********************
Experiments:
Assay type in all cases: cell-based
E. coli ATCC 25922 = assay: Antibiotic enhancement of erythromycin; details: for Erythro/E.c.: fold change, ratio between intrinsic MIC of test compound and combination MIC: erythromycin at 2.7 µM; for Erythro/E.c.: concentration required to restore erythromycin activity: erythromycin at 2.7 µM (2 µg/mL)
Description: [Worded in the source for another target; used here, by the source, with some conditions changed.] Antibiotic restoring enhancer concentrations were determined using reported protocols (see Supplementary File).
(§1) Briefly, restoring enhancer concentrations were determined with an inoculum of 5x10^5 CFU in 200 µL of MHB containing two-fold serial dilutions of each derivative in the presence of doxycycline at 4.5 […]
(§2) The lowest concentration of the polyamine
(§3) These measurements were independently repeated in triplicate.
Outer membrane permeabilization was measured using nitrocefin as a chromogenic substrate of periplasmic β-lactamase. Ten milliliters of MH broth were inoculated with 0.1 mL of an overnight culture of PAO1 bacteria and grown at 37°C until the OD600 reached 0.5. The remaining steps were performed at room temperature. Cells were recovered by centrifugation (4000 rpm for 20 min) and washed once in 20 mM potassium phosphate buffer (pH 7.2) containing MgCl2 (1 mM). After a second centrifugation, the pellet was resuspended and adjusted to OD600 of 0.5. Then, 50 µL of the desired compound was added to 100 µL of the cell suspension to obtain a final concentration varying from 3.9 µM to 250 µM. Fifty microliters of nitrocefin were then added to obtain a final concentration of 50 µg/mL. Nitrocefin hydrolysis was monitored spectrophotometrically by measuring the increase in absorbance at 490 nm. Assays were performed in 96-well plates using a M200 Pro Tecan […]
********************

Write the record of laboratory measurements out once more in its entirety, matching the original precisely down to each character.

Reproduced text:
Experiments:
Assay type in all cases: cell-based
E. coli ATCC 25922 = assay: Antibiotic enhancement of erythromycin; details: for Erythro/E.c.: fold change, ratio between intrinsic MIC of test compound and combination MIC: erythromycin at 2.7 µM; for Erythro/E.c.: concentration required to restore erythromycin activity: erythromycin at 2.7 µM (2 µg/mL)
Description: [Worded in the source for another target; used here, by the source, with some conditions changed.] Antibiotic restoring enhancer concentrations were determined using reported protocols (see Supplementary File).
(§1) Briefly, restoring enhancer concentrations were determined with an inoculum of 5x10^5 CFU in 200 µL of MHB containing two-fold serial dilutions of each derivative in the presence of doxycycline at 4.5 […]
(§2) The lowest concentration of the polyamine
(§3) These measurements were independently repeated in triplicate.
Outer membrane permeabilization was measured using nitrocefin as a chromogenic substrate of periplasmic β-lactamase. Ten milliliters of MH broth were inoculated with 0.1 mL of an overnight culture of PAO1 bacteria and grown at 37°C until the OD600 reached 0.5. The remaining steps were performed at room temperature. Cells were recovered by centrifugation (4000 rpm for 20 min) and washed once in 20 mM potassium phosphate buffer (pH 7.2) containing MgCl2 (1 mM). After a second centrifugation, the pellet was resuspended and adjusted to OD600 of 0.5. Then, 50 µL of the desired compound was added to 100 µL of the cell suspension to obtain a final concentration varying from 3.9 µM to 250 µM. Fifty microliters of nitrocefin were then added to obtain a final concentration of 50 µg/mL. Nitrocefin hydrolysis was monitored spectrophotometrically by measuring the increase in absorbance at 490 nm. Assays were performed in 96-well plates using a M200 Pro Tecan […]